Jean Baptiste Nompère de Champagny, who took over the Ministry of the Interior in 1801, then Charles Etienne Coquebert de Montbret, appointed head of the Bureau in 1806, will try to be good successors of Chaptal, also using the assistance of prefects to obtain various information. But the achievements of the surveys they will conduct are very uneven. Despite the marked fervour for this type of approach, specific to the last years of the Empire, they lack an important quality: reliability.
In this context, we note the foundation, in the first months of 1803, of a 'Statistical Society' in Paris, under the auspices of the Institut de France and the government of the time, an association of which we have, in fact, few traces. It is only known that it meets for the first time the 16th pluviose of the year XI - that is to say, 5 February 1803, in the Gregorian calendar - under the presidency of Edmé Mentelle, a member of the Institute, assisted by the Vice President René Desgenettes, a doctor by profession, and Secretary Louis Ballois, initiator of the project, all under the protection of Jean-Jacques Cambacérès. Unfortunately for him, the life of this society will be short, especially because of the death of Ballois in late 1803. It seems that this society was extinct by 1804.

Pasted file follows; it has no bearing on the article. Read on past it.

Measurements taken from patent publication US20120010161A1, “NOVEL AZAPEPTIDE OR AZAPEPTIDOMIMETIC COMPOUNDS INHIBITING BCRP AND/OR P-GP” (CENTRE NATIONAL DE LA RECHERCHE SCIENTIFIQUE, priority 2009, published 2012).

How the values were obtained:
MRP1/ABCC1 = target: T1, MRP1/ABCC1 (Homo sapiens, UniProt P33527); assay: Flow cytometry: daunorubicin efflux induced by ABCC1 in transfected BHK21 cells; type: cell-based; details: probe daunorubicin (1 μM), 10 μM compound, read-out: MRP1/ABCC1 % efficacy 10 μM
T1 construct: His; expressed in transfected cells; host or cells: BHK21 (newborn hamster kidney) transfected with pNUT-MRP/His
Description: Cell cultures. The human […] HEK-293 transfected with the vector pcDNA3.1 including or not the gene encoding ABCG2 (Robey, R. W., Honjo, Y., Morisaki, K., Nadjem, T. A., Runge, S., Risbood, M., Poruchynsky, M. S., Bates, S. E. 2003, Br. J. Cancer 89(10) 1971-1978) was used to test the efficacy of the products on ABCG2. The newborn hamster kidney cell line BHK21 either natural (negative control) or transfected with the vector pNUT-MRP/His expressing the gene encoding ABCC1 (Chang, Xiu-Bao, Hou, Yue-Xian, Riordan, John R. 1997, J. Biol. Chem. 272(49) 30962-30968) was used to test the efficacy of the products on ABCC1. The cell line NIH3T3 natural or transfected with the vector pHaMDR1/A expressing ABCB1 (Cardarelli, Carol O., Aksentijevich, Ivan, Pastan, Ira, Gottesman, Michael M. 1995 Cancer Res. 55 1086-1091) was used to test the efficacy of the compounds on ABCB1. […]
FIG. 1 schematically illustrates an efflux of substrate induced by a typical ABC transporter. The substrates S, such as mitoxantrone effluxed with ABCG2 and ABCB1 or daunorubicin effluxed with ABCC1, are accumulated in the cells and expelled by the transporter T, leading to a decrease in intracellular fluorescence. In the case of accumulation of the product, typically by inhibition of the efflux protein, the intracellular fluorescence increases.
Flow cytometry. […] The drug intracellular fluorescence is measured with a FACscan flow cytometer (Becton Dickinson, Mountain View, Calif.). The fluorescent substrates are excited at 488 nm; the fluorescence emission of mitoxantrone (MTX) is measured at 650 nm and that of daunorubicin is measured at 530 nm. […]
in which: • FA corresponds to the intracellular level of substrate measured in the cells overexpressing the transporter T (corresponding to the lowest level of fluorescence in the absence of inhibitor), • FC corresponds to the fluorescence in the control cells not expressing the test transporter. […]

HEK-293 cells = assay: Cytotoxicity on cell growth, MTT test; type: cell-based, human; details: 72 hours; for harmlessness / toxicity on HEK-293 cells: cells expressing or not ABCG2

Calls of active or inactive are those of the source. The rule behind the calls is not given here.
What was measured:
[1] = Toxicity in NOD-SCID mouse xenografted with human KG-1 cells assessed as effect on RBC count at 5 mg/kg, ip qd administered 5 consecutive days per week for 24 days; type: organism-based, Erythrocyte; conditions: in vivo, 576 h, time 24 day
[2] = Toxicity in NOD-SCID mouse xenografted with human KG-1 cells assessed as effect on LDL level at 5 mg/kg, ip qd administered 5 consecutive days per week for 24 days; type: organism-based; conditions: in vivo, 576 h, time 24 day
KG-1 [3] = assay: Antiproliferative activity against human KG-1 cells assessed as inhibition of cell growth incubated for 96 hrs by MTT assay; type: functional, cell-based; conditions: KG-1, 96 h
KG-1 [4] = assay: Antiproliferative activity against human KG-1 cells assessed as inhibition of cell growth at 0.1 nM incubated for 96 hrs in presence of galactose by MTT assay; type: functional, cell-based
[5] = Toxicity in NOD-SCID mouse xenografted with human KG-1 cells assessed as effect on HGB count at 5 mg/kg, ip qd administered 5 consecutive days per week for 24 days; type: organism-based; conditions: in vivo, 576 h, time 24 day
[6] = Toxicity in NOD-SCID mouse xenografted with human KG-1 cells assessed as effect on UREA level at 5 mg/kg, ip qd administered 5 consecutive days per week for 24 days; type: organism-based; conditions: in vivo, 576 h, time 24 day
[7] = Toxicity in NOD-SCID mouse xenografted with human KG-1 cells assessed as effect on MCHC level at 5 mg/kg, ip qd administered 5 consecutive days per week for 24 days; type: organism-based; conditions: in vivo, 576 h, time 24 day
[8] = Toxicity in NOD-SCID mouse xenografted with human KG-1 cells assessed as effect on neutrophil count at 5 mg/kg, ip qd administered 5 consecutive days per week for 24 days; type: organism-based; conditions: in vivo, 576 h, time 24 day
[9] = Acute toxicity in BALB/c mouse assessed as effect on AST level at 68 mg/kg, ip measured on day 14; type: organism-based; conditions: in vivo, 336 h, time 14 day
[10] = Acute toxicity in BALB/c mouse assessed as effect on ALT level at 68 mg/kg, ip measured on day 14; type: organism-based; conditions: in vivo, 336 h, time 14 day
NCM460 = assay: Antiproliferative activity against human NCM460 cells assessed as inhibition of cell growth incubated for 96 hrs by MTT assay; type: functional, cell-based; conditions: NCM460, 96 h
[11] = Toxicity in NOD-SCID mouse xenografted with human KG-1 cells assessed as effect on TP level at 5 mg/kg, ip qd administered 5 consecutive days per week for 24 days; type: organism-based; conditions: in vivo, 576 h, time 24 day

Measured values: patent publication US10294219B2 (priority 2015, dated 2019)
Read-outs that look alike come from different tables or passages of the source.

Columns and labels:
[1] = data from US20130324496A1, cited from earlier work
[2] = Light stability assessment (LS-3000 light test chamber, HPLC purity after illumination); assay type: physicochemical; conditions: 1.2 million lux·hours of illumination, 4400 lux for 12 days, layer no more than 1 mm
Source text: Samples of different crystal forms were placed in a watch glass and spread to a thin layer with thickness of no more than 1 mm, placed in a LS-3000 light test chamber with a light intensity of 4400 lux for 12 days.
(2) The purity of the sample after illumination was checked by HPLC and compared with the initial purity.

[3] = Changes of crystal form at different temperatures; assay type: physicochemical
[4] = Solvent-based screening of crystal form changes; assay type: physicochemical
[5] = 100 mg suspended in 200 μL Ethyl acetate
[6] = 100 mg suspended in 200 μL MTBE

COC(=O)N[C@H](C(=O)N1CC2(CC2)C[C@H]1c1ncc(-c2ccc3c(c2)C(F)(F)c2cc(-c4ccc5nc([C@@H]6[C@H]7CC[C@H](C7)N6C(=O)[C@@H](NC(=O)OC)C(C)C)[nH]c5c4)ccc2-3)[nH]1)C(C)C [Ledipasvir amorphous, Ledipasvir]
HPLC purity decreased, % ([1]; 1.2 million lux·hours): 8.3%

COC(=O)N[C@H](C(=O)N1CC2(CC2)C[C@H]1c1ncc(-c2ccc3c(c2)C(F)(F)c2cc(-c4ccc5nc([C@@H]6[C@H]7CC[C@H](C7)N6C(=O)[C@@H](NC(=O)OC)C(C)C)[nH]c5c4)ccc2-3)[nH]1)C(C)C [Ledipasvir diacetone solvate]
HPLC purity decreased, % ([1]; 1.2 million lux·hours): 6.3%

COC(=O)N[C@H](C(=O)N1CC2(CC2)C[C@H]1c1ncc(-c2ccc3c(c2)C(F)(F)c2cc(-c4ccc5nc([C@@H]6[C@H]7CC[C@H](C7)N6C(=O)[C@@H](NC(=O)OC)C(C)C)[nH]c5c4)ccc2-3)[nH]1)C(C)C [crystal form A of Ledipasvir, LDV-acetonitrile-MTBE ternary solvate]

Another statistical society was created in Marseille on 7 February 1827. Recognised as a public utility in 1832, it grew rapidly, thanks in particular to local financial support and the efforts of its perpetual Secretary, Pierre-Martin Roux, who will assume his responsibilities, from 1829, for more than 30 years.
Composed of 30 to 40 active members during this period - but supported also by more than 200 corresponding members - the 'Société Royale de Statistique de Marseille' (Royal Society of Statistics of Marseilles) will know a remarkable growth (See Depoid, 1961). The country-wide fame it enjoys even allows it to organise a banquet, in 1862, to celebrate the birth of the SSP.
From 1870, however, its activity will be reduced and this association will no longer have a large membership, at the beginning of the 20th century, only a few historians and archaeologists. After the 1914-1918 war, it will become the 'Société de Statistique, d'Histoire et d'Archéologie de Marseille et de Provence' (Society of Statistics, History and Archeology of Marseille and Provence). In 1950, it will merge with the 'Institut Historique de Provence' to become the Historical Federation of Provence, for which statistics is no longer the centre of interest.